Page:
Honda Sees ‘Flying Sports Car’ Making Profit by Decade’s EndMa Jie and Yuki Hagiwara
Honda Motor Co., preparing to enter the market for business jets, said it’s won two-to-three years of orders for what it calls “flying sports cars” and signaled the business will turn profitable before the end of the decade.
The aviation business is on track to turn profitable five years after it begins delivering planes as soon as next year, Michimasa Fujino, president of Honda Aircraft, said in an interview in Tokyo yesterday. Though he declined to specify the number of orders received so far, Fujino said sales of the $4.5 million jet plane may reach 80 units to 90 units annually in a few years.
“We want to evoke new demand to make the pie bigger for all,” said Fujino, 52. “As the pie becomes bigger, we’ll all be motivated to sharpen our competitiveness, which will in turn attract more new demand.”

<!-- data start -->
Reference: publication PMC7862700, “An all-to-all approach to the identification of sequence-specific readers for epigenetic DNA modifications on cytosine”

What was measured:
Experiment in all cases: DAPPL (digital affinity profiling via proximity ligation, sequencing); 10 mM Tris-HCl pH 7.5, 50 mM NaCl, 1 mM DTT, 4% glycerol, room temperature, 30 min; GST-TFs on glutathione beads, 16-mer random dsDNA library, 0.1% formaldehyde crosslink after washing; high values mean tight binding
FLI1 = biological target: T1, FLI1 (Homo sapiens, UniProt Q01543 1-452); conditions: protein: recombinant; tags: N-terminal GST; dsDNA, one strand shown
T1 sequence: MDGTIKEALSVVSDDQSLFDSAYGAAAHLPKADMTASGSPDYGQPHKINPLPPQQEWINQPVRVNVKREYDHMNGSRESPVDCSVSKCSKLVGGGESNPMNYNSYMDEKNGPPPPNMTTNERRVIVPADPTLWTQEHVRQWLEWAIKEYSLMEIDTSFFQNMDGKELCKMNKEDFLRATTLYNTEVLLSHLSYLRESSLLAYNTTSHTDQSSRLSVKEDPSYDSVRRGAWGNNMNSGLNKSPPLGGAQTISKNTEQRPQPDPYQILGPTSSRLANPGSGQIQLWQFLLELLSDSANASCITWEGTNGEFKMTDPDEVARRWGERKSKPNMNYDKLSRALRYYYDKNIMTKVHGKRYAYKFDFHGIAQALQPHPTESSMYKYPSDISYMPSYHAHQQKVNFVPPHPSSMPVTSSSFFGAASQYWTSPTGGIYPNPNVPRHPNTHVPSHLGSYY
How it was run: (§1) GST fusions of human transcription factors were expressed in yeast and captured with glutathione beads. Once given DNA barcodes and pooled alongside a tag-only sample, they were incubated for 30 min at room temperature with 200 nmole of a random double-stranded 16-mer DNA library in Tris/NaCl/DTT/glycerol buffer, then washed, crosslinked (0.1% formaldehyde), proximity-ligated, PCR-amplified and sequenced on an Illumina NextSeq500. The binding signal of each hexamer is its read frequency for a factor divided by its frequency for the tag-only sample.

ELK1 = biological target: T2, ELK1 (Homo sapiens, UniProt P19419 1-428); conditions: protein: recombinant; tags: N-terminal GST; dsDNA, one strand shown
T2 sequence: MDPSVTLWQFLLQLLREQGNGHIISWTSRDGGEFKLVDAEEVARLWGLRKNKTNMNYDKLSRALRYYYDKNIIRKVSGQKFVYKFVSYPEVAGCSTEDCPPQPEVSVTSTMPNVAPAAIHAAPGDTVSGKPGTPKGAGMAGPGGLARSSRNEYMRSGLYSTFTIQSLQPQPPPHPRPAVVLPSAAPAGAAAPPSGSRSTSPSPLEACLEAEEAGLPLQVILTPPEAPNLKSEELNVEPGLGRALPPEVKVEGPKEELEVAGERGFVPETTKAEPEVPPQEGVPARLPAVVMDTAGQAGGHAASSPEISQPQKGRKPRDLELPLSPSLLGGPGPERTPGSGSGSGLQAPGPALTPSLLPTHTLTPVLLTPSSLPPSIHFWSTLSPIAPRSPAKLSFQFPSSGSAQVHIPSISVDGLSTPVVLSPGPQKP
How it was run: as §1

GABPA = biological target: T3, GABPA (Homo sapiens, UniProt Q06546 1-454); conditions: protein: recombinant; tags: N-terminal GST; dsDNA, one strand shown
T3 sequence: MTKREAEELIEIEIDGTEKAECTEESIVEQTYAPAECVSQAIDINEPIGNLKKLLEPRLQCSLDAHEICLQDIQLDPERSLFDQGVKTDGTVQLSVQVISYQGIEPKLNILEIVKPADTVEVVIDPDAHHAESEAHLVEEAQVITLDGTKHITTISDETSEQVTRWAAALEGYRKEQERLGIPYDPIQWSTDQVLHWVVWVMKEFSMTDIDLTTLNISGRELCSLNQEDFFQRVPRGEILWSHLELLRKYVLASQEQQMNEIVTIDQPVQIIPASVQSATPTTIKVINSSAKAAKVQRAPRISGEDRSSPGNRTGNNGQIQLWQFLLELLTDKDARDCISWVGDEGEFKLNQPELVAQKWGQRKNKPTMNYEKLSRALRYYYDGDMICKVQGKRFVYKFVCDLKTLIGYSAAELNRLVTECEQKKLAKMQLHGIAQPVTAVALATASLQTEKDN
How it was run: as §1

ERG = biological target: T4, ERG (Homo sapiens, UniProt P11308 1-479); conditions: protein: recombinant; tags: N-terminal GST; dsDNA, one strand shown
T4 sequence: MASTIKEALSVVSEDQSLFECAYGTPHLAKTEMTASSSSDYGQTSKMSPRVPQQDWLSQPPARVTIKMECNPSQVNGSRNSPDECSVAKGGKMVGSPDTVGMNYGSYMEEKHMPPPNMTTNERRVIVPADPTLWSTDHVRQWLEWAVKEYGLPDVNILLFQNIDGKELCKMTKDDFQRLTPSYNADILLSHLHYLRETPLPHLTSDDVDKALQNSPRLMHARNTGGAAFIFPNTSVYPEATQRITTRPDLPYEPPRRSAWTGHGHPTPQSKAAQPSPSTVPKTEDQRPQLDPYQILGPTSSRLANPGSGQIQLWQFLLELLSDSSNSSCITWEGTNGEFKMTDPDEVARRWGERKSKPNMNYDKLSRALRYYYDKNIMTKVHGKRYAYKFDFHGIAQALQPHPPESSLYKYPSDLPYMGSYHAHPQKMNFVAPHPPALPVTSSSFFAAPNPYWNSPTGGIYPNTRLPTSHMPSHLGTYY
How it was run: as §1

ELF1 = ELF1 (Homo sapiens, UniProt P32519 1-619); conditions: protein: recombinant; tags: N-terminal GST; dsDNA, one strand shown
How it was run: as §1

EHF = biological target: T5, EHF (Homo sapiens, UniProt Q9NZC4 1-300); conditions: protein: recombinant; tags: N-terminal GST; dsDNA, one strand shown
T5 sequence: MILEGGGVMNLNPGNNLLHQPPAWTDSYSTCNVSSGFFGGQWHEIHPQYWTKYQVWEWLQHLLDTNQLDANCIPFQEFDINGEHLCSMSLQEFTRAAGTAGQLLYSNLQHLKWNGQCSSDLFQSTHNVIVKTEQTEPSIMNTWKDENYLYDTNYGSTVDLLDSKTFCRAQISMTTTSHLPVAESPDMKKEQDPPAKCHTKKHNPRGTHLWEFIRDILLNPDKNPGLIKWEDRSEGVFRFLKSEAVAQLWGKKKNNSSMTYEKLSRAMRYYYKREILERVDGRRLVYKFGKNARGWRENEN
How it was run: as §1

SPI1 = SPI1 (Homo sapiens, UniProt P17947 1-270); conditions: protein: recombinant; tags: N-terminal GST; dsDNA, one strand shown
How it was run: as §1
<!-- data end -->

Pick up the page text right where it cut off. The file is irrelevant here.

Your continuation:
Honda, Japan’s third-largest carmaker, is betting that lessons drawn from its main automotive business will help the Tokyo-based company compete against Textron Inc.’s Cessna and Brazil’s Embraer SA. Advisory firm Zenith Jet estimates the business aviation market will reach $21 billion this year.
Honda rose 3.1 percent to close at 3,605 yen in Tokyo, compared with the 2.8 percent advance by the Topix Index. The stock has gained 15 percent this year.
Fujino said the location of Honda’s engines, which unlike conventional planes are lodged on top of the wings, will increase fuel efficiency by about 15 percent and allow cabin space to be 15 percent to 20 percent roomier than in comparable aircraft. With a cruise speed of 778 kilometers per hour (420 knots), the jet is also 10 percent faster than the average plane and more resistant to turbulence, he said.
While the U.S. currently accounts for most of the demand for business jets, Fujino said Brazil and India are among markets that offer the most growth potential.
Deliveries of the Honda jets, originally planned to begin this year, have been delayed because the company’s waiting approval from the U.S. Federal Aviation Administration, Fujino said. After four to five years, the company may begin fleet sales as the increase of chartered flights turn business jets into forms of “air taxis,” he said.